AUGUSTA ā€” George Van Deventer has done a lot in the last 80 years, but one of the things he hasn’t done is graduate from college.

Van Deventer took the first step toward completing that goal last week as a student in Seth Wigderson’s U.S. History II class at the University of Maine at Augusta. Wigderson is the same professor who taught Van Deventer two previous classes more than three decades ago.

Van Deventer, of Bristol, said his daughter Susan Iverson, an associate professor at Kent State University in Ohio, had been bugging him about continuing his education.

“He had been talking about it a lot, and I think having an intellectual outlet and community is important,” Iverson said from her home in Ohio. “The concern was that because he had been out so long, could he start up again?”

Iverson has an associate professor friend at UMA, Tamara Hunt, who was instrumental in helping Van Deventer return to school.

“She helped so much because of the uncertainty with his credits,” Iverson said. “It was really shocking that they were able locate his student record from 30 years ago.”

After raising a family while owning and operating a dairy farm, working as a truck driver, driving a school bus, editing and publishing a magazine and writing poetry, among other things, Van Deventer made the decision to go back to school.

“I didn’t even know I was that close to a degree,” he said. “I’ve always been a guy of higher energy, so we’ll see how I do.”

New UMA president James Conneely, who began work at the school Jan. 19, has yet to meet Van Deventer, but he is impressed by the student’s commitment and said it’s a testament to the university.

“The opportunity that Mr. Van Deventer has to pursue his education is the mainstay of the mission of UMA, one that provides access to all Mainers who may otherwise not have been able to follow their passion for a college education,” Conneely said in an email. “UMA is a school that allows students to turn dreams into reality.”

Van Deventer arrived at his first class in Jewett Hall wearing green corduroy pants, a blue button-down shirt and a tan vest. He wore eyeglasses and had a second pair around his neck. Throughout the two-hour class, Van Deventer listened intently while Wigderson first went over the class and its requirements, then lectured on industrialization.

While other students took notes on iPads and MacBooks and spiral notebooks, Van Deventer occasionally wrote in the inside the course’s textbook, “Give Me Liberty,” while mostly just listening to Wigderson.

“I have a lot of challenges now,” Van Deventer said before his first college class in 30 years began. “I’ve taken some tests recently that show I might have short-term memory issues.”

Kim Carter, 21 and a senior at UMA, said technology and learning the nuances of the professor’s requirements will be tough.

“The obvious challenge will be with technology,” Carter said. “Even I sometimes have a hard time figuring out where to submit a paper and other things like that.”

Wigderson’s course will cover U.S. history from Reconstruction to the present day, and Van Deventer has an advantage because he lived through 80 of the years he will be learning about. Carter said having Van Deventer in class will be a help to the other students.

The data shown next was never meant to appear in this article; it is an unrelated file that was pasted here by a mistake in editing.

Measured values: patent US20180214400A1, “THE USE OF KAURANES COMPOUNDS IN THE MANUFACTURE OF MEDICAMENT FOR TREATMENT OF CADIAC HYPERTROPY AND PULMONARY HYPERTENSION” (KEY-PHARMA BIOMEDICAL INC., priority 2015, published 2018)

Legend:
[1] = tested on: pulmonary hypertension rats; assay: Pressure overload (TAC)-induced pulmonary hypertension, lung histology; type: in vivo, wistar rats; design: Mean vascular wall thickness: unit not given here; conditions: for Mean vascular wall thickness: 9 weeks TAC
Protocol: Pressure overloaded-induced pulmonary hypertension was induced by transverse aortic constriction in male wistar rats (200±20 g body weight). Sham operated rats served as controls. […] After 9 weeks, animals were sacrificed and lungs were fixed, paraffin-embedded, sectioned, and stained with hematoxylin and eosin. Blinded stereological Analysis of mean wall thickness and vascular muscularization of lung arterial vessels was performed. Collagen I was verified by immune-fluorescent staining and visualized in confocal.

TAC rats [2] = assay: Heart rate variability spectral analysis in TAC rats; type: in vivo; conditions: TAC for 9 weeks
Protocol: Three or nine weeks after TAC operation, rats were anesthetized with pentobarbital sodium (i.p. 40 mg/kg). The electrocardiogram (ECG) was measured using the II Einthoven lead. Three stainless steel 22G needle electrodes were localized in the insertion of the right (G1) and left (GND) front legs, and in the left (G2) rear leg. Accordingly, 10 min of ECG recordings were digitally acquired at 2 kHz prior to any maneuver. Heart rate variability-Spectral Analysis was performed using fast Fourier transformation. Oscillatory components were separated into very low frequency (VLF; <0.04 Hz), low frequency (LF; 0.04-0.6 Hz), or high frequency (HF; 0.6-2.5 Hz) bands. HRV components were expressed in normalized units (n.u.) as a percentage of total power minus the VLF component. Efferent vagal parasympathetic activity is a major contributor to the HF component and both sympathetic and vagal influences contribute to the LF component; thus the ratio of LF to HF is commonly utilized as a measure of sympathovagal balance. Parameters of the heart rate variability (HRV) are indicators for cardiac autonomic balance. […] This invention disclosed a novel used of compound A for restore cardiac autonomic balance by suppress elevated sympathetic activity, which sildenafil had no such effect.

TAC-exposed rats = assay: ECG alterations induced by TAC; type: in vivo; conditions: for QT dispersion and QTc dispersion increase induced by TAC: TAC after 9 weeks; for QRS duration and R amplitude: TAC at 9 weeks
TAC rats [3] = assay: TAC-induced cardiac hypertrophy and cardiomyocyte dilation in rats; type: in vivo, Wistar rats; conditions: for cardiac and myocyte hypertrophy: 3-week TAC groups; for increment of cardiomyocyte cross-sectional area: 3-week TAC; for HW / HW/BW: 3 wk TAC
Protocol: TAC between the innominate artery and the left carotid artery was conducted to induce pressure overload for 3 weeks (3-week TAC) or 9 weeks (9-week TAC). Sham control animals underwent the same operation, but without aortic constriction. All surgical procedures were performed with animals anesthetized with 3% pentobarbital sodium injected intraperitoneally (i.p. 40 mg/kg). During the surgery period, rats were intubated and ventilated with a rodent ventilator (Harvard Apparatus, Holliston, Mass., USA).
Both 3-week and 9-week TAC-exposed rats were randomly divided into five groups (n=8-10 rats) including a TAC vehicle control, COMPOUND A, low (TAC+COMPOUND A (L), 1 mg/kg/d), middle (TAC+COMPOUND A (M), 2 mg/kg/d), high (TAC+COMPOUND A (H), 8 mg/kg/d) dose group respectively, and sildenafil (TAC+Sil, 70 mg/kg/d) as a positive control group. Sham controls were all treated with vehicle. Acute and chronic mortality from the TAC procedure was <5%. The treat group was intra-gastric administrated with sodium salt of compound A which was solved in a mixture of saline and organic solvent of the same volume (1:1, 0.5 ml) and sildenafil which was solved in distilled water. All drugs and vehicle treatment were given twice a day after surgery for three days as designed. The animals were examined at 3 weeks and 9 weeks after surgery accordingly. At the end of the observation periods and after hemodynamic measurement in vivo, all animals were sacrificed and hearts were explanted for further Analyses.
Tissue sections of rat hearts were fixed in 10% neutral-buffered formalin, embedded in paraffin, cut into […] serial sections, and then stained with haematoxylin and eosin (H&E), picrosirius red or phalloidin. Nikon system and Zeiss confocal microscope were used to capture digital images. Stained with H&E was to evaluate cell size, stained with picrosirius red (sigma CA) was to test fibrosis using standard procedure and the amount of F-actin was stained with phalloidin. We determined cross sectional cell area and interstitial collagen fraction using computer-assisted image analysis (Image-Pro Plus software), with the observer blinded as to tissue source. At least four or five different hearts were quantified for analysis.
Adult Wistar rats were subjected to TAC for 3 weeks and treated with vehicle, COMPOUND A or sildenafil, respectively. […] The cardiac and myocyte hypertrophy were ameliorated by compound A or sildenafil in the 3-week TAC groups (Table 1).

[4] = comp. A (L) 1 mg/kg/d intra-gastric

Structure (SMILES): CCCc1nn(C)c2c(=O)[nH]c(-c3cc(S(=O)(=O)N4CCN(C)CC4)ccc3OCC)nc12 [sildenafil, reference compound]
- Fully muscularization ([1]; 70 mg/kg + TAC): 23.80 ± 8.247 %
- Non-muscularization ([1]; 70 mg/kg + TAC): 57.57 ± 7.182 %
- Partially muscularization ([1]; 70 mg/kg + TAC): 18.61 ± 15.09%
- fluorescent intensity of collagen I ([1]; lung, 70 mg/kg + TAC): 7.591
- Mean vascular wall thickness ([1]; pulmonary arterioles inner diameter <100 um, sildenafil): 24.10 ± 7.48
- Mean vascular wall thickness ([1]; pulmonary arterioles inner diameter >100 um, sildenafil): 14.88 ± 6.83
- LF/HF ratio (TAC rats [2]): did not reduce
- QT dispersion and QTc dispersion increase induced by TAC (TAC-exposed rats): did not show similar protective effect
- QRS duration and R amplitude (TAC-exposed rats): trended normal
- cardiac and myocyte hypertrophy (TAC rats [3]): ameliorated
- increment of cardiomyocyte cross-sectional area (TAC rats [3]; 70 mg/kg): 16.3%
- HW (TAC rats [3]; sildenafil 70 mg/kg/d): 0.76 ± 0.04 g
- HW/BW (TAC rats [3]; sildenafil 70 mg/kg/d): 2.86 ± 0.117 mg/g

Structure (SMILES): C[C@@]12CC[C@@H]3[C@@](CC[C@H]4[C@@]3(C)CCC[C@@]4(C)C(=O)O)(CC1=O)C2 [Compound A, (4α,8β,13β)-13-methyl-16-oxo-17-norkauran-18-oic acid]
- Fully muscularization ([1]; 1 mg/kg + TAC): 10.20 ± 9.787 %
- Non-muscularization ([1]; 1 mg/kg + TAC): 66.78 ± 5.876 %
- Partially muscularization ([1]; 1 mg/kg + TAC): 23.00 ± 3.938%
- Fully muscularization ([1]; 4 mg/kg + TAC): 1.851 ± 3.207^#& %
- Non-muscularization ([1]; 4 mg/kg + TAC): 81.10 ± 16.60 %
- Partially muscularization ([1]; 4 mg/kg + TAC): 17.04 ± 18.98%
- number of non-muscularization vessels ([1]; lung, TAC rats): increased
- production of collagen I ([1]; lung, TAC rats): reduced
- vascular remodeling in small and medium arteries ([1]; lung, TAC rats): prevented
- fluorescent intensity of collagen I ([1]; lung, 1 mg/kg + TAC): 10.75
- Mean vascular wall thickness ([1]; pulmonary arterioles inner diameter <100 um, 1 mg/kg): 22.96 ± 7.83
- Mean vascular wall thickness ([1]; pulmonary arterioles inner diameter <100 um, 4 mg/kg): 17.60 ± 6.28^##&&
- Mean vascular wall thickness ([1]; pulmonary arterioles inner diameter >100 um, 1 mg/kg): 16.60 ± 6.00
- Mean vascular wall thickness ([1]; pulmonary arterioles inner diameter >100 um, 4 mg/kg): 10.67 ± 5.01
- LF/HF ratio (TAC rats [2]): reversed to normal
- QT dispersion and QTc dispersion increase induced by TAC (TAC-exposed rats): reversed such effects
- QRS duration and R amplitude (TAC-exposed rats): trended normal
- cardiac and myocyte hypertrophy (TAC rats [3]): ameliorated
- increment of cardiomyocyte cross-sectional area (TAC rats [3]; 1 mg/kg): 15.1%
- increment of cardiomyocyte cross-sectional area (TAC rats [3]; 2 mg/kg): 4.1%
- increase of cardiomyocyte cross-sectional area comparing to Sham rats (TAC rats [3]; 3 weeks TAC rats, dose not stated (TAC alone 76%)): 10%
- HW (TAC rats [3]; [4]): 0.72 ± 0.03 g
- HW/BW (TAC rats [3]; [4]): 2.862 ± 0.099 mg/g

“His classmates may end up learning from him as much as they do from the professor,” Carter said. “That’s one of the things I’ve loved about UMA, because having the perspectives from people who are in different parts of their lives with different experiences together in a classroom really enrich the course material.”

UMA caters to more than just the traditional-age college student, and that was evident in Wigderson’s class. The institution has made an effort to reach out to veterans, and several were in the class, mixed with the 20-somethings. Wigderson said in an email that one of the joys of teaching at UMA is the “tremendous diversity of students and the different lifetimes they bring to class.” He said he would encourage Van Deventer to share his life experiences.

Van Deventer was born in Newark, New Jersey, and was drafted into the Army, where he served for several years. He spent time in Arizona and visited Auburn with a military friend and fell in love with Maine.

He bought a small cottage in Round Pond in 1969 for $9,000 and moved to the state for good four years later after buying 80 acres in Washington. Snow Drift Farm eventually grew to 120 acres. Van Deventer raised cattle there, including dozens of milkers, while his late wife, Arlene, taught elementary school.

Iverson said her mother, Arlene Van Deventer, who died in 2008, had a master’s degree and taught elementary school for 31 years.

“She would be proud and really glad that he was doing this,” she said. “She definitely would be very supportive.”

While working on the land, poetry remained his passion, and Van Deventer worked with elementary schools around the state teaching students how to write poetry. He was the executive director of the Rockland-based Live Poets Society and edited a poetry magazine for more than a decade.

Van Deventer has written more than 900 poems since his first one in 1963, the year John F. Kennedy was assassinated, which happens to be the theme of the final for Wigderson’s class. Students must interview someone at least 70 years old about their memories of that fateful November day, but Van Deventer cannot interview himself.

Perhaps he’ll write a poem instead.

Jason Pafundi ā€” 621-5663

[email protected]

Twitter: @jasonpafundiKJ


Only subscribers are eligible to post comments. Please subscribe or to participate in the conversation. Hereā€™s why.

Use the form below to reset your password. When you've submitted your account email, we will send an email with a reset code.